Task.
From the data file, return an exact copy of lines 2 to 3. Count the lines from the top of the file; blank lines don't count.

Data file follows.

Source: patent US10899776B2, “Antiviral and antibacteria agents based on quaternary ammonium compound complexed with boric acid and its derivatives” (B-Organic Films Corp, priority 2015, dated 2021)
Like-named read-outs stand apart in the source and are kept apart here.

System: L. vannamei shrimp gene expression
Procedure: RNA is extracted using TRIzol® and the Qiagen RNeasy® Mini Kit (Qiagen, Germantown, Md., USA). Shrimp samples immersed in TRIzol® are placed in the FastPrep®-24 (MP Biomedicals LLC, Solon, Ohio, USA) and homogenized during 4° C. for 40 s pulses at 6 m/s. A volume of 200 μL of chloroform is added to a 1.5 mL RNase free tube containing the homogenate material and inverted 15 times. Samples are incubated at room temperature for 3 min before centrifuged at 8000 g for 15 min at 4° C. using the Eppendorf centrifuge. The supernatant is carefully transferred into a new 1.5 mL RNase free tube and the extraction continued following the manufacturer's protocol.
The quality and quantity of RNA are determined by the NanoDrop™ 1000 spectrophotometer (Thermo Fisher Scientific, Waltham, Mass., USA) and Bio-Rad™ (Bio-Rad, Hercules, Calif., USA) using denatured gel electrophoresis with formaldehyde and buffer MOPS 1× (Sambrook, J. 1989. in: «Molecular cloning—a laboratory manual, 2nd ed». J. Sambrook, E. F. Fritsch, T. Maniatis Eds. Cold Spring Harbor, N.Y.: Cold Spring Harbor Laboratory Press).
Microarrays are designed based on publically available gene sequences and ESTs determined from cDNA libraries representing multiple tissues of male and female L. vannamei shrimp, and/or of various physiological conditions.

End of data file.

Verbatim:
Like-named read-outs stand apart in the source and are kept apart here.

System: L. vannamei shrimp gene expression